Looking forward

posted in: Depression | 0

In thinking about depression the last few days it occurs to me that so much of the battle to overcome it is simply about looking forward instead of back. I think this is obviously the case in depression caused by an abusive childhood, or any other kind of trauma, but I think it’s also true in cases where it’s not clearly related. Depression is all about losing the ability to enjoy life, and there’s nothing more enjoyable about life than the anticipation of an upcoming event.

It seems to me the more people I meet who have suffered from depression at some point the more I can tell a difference between those that are looking forward, and those that haven’t found that yet. The one’s who are looking forward have accepted that they have to live with this disease, in some form or other, and are looking forward to what they can do with their lives now that they’ve learned that. The other group is still mourning what they’ve “lost” because of their depression.

The thing is, when you are suffering from depression, it’s simply too difficult to look ahead to anything. You don’t get any enjoyment from what you’re doing now, why should tomorrow be any different? Yet at the same time, we all, for some reason, spend time regretting that our depression is going to make use change the life we’re currently miserable in. I spent a long time mourning my first marriage when it was over, even though I was completely unhappy in it. It was only after I came to terms with the fact that being healthy was more important than not being single, was more important than any friendship I might lose because of my decisions, and would always be more important than anything else that might come along in my life, that I could then look forward. It was only after I was willing to make decisions that were healthy for me, regardless of what change that brought about in my circumstances, that my focus changed. Instead of looking back at what my life used to be, I began to look forward to the next healthy decision, no matter how small it was.

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Instead of spending my time concerned with what had been, I spent my time finding things I could enjoy, and look forward to. Things as simple as watching a ball game on TV, or a trip to the library, or buying an ice cream. Choosing to do these things simply because I enjoyed them gave me a freedom I didn’t have before. It gave me a sense of responsibility for my own happiness, and my own health. It made me focus my attention to the future. To the next activity I would enjoy doing, to the next day, the next week. As I focused on the next day, I became curious about what events would occur in the future that I couldn’t plan, people I would meet, things I would learn, sights I would see. The more I allowed myself to focus on that, the less my depression had a hold on me. I was no longer stuck in my own misery, I was learning to anticipate what life had to offer, and what each day might bring.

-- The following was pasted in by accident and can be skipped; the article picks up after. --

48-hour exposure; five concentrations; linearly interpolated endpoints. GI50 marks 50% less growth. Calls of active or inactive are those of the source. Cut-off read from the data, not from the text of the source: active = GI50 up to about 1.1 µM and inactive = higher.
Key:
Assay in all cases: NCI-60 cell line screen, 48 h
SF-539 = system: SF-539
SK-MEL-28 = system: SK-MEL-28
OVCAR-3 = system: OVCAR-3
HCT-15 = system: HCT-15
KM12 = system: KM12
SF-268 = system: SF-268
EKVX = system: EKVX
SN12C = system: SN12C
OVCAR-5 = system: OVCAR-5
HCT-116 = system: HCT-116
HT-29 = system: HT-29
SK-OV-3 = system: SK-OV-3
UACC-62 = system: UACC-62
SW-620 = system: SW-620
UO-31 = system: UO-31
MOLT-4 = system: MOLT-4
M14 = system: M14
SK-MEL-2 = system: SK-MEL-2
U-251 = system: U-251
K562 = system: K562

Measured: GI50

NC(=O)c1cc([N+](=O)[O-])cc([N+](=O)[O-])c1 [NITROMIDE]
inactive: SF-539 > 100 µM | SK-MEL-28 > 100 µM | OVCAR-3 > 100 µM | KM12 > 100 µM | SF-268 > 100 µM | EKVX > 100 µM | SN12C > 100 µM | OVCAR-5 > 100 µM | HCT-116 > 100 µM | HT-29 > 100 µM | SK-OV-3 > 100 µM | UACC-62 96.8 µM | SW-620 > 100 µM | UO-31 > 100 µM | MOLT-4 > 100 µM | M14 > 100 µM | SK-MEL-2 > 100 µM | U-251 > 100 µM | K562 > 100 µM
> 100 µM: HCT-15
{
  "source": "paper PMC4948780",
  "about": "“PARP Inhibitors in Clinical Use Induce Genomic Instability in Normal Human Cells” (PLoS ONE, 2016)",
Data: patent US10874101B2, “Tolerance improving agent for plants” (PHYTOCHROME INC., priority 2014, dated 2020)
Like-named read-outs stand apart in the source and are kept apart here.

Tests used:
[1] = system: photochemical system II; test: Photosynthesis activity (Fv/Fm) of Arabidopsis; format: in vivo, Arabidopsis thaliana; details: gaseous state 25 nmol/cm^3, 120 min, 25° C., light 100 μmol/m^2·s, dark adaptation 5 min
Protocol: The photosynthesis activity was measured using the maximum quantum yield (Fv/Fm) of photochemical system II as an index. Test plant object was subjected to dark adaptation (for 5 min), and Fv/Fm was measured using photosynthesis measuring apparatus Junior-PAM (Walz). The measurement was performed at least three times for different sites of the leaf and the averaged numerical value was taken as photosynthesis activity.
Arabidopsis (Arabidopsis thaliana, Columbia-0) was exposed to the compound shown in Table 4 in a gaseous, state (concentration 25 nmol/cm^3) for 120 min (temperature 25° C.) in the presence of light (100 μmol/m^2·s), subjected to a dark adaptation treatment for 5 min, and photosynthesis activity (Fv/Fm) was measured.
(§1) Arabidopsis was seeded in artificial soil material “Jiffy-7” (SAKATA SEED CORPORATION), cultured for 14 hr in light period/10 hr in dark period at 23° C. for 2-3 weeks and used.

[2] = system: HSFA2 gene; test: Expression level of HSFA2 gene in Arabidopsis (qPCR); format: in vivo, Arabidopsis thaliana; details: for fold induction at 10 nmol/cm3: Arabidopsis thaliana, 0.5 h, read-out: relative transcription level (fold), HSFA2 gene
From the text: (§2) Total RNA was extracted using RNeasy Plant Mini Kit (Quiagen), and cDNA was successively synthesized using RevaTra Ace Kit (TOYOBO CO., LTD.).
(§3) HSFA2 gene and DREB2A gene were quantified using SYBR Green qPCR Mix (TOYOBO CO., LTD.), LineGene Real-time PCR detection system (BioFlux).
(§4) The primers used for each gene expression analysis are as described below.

I still have lost certain things. I have to spend more time watching myself for signs of slipping back into depression than other people do, I have to be careful about negativity and about expressing emotions in healthy ways more than other people do. Because of my past severe depression and dissociation I have to keep a close eye on things like my mental focus, how much I sleep, how much I eat, etc. to make sure I don’t slip into a bad spell like that again. Most people don’t have to do that, and I guess I could spend my time being angry about that, but who would I be hurting with that anger? I find it’s much healthier to accept that as part of my life, and continue to look forward to what my life can be, instead of looking back to what it’s not.

Technorati tags: depression, healing

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